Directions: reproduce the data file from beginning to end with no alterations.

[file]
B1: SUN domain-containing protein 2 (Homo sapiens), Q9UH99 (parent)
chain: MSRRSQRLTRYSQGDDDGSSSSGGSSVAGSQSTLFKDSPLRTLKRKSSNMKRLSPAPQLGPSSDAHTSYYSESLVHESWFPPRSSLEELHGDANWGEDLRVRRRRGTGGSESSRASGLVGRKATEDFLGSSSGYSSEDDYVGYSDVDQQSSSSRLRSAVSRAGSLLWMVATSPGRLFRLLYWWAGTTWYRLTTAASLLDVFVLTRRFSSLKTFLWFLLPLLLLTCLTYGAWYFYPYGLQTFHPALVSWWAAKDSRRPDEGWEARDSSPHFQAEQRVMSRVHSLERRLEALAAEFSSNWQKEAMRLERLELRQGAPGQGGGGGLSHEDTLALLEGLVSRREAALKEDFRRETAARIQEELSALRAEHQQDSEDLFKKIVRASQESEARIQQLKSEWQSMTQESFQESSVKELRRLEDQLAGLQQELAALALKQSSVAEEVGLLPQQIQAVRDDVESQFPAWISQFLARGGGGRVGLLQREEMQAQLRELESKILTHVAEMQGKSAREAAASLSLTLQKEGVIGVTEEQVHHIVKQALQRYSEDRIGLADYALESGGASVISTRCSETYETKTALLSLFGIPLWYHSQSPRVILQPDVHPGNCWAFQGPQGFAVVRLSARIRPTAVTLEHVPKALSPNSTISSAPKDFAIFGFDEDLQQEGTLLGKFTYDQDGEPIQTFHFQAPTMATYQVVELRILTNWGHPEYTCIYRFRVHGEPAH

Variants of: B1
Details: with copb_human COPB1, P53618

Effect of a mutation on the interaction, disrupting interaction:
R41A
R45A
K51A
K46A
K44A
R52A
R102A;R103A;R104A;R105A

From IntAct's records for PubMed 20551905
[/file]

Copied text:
B1: SUN domain-containing protein 2 (Homo sapiens), Q9UH99 (parent)
chain: MSRRSQRLTRYSQGDDDGSSSSGGSSVAGSQSTLFKDSPLRTLKRKSSNMKRLSPAPQLGPSSDAHTSYYSESLVHESWFPPRSSLEELHGDANWGEDLRVRRRRGTGGSESSRASGLVGRKATEDFLGSSSGYSSEDDYVGYSDVDQQSSSSRLRSAVSRAGSLLWMVATSPGRLFRLLYWWAGTTWYRLTTAASLLDVFVLTRRFSSLKTFLWFLLPLLLLTCLTYGAWYFYPYGLQTFHPALVSWWAAKDSRRPDEGWEARDSSPHFQAEQRVMSRVHSLERRLEALAAEFSSNWQKEAMRLERLELRQGAPGQGGGGGLSHEDTLALLEGLVSRREAALKEDFRRETAARIQEELSALRAEHQQDSEDLFKKIVRASQESEARIQQLKSEWQSMTQESFQESSVKELRRLEDQLAGLQQELAALALKQSSVAEEVGLLPQQIQAVRDDVESQFPAWISQFLARGGGGRVGLLQREEMQAQLRELESKILTHVAEMQGKSAREAAASLSLTLQKEGVIGVTEEQVHHIVKQALQRYSEDRIGLADYALESGGASVISTRCSETYETKTALLSLFGIPLWYHSQSPRVILQPDVHPGNCWAFQGPQGFAVVRLSARIRPTAVTLEHVPKALSPNSTISSAPKDFAIFGFDEDLQQEGTLLGKFTYDQDGEPIQTFHFQAPTMATYQVVELRILTNWGHPEYTCIYRFRVHGEPAH

Variants of: B1
Details: with copb_human COPB1, P53618

Effect of a mutation on the interaction, disrupting interaction:
R41A
R45A
K51A
K46A
K44A
R52A
R102A;R103A;R104A;R105A

From IntAct's records for PubMed 20551905